Are 3D Printed Guns a Good Idea
The debate surrounding the ethics of creating a 3D printed gun is one that is not likely to fade from the public eye any time soon. It’s much more likely that we’ll see this conversation get more and more heated as the legality of the available prints is decided in the courts.
I would argue that this has the potential to overshadow the 3D printing industry and wind up giving 3D printing a black eye for a while simply because it’s such a polarizing topic.
Tools do not have an Inherent Morality
I like to think there is a general understanding that well motivated bad actors are going to do bad things. Regardless of whether or not a 3D printed gun was a part of that equation. Even with the designs that were available for a short time, a 3D printed gun made today will likely last one shot with bad accuracy and be useless plastic afterward. But that’s what it seems like everyone is talking about…’what bad things could be done with a 3D printer’. While I am ethically concerned about people hurting other people, the technophile in me wants to ask questions like:
“What material is the best to withstand the blast of a bullet being fired?”
“How many rounds can I fire from each print before it breaks?”
“How can I make shots more accurate by changing the barrel?”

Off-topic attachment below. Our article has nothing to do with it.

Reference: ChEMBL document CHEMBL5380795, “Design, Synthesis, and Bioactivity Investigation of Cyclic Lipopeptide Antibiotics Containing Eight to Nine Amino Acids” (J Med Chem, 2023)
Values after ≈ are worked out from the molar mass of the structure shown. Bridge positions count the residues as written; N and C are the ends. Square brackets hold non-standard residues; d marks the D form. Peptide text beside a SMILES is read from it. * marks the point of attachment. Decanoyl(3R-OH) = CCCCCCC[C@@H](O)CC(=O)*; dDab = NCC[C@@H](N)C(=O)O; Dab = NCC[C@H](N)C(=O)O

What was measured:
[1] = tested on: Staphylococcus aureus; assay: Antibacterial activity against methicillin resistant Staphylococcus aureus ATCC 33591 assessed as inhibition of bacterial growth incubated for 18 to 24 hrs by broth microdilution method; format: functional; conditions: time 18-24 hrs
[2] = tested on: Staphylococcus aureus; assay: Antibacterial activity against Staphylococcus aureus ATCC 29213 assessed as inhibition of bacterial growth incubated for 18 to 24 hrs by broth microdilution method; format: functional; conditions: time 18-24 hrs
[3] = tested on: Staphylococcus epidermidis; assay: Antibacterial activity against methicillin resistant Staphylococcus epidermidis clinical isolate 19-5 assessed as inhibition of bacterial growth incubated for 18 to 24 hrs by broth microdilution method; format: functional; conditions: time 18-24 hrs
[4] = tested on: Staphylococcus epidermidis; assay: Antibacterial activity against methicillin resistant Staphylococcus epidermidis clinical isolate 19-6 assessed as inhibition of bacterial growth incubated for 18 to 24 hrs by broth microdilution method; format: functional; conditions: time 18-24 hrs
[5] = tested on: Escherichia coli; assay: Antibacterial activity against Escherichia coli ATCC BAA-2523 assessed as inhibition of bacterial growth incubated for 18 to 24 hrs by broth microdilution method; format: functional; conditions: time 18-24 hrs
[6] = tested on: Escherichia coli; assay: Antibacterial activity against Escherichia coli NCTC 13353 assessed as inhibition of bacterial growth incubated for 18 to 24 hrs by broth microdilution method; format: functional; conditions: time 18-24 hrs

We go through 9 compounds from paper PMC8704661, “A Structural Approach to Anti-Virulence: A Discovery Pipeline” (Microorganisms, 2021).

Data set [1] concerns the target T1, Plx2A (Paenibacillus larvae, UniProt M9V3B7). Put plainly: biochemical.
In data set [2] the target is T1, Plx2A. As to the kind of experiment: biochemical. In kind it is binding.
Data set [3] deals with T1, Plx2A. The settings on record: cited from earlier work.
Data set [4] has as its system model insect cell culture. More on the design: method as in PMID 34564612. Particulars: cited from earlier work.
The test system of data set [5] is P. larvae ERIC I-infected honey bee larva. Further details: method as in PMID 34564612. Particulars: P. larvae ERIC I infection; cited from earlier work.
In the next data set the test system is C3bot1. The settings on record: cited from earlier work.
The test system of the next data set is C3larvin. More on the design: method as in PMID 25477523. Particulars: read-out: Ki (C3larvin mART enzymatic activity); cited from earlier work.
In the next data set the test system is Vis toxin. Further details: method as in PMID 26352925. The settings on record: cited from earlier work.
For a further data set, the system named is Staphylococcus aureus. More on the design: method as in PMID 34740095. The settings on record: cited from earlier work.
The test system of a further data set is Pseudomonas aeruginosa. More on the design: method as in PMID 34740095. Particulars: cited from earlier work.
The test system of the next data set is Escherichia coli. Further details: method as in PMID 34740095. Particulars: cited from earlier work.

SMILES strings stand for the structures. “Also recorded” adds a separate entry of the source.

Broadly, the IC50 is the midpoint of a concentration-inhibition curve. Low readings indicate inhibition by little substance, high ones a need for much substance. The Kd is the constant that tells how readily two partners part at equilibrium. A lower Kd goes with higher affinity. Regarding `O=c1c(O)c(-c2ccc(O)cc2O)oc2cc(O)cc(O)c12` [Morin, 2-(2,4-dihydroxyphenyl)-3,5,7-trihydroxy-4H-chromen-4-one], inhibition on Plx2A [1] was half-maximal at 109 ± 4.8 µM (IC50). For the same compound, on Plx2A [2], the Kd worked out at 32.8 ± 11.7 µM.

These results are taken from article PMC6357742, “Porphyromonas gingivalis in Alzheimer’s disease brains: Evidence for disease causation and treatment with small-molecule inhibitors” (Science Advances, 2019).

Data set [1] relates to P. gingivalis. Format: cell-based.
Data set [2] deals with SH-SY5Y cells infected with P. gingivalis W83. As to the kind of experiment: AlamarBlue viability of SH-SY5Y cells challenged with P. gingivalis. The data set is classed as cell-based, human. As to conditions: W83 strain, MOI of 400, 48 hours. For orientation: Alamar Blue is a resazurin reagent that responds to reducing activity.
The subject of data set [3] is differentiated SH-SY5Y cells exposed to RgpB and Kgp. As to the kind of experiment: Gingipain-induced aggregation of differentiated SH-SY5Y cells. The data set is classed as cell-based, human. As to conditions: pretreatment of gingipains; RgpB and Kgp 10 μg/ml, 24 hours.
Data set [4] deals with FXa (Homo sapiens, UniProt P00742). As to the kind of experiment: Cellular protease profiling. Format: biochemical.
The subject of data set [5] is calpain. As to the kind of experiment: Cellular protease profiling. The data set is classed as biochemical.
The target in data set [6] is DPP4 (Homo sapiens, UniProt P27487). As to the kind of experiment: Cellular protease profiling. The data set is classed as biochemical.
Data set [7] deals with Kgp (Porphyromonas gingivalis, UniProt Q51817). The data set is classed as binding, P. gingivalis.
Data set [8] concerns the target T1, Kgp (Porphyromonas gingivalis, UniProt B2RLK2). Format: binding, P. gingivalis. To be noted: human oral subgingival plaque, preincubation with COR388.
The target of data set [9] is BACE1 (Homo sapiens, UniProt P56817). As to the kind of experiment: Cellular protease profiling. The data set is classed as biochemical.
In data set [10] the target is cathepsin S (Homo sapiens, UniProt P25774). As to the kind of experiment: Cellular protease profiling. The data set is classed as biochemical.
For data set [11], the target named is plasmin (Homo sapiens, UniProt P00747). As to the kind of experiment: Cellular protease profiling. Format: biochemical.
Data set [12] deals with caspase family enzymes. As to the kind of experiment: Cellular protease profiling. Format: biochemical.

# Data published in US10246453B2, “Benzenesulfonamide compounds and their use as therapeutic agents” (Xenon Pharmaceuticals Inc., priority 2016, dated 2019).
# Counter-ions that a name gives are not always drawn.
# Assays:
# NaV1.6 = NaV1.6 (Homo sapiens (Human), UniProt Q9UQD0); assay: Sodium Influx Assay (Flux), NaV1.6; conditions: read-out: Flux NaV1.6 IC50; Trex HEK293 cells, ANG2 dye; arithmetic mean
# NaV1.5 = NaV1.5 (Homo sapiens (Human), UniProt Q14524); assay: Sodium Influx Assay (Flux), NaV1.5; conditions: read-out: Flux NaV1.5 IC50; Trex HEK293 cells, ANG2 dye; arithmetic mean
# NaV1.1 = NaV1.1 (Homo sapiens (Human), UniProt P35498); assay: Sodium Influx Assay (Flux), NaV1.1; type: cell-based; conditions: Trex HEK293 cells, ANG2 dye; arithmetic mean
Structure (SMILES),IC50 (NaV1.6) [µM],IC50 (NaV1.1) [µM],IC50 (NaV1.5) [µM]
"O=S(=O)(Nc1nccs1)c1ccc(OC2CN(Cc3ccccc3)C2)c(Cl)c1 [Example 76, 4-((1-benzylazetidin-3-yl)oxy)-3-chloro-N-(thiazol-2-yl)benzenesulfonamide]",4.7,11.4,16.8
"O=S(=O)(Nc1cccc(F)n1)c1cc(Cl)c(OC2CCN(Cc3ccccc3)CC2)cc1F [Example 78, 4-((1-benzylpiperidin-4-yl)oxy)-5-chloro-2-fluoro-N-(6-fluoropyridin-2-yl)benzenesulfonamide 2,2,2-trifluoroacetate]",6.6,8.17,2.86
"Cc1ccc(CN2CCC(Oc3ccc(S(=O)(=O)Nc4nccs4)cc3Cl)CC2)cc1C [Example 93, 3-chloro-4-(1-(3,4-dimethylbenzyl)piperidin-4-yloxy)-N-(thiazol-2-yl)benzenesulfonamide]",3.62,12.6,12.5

These are the questions that I would like answered. Making a gun is a very specific and traditionally metal process and It is subject to the same disruptive impact that 3D printing is making in automotive or aerospace or any other industry!
This is what 3D printing does best!
3D printing takes a tedious metal manufacturing process and makes it faster, cheaper and easier. It also happens that when you apply those benefits to something that is capable of doing harm to someone, it causes a bit of an uproar but WE need to call this out for what it is! This is a proving ground for 3D printing to upend a centuries-long metal process and it’s taking place in the public eye!
Imagine what the blacksmiths of yore would be able to do with a 3D printer at their disposal instead of an anvil and hammer!
In the right hands, 3D printers can make toys, tools, assistive medical devices, and much more to make the world a better place. Much like other tools, a 3D printer, CNC machine, mill, or lathe, could be used to make a firearm. In fact, I am confident that someone with hand tools, internet access, and enough determination could make one by hand with supplies from any home improvement store.
3D printers, however, do not inherently create violence, and it’s my great hope that the public discourse and potential legal ramifications surrounding this do not result in laws being passed that hurt the development or adoption of 3D printing. I believe that we can look forward to a future where 3D printing is widely used and accepted as a means of making products, without it spiraling into an apocalypse of homemade weaponry. I think if the latter were destined to happen, it already would have with the information available online, and modern, easily-accessible tools.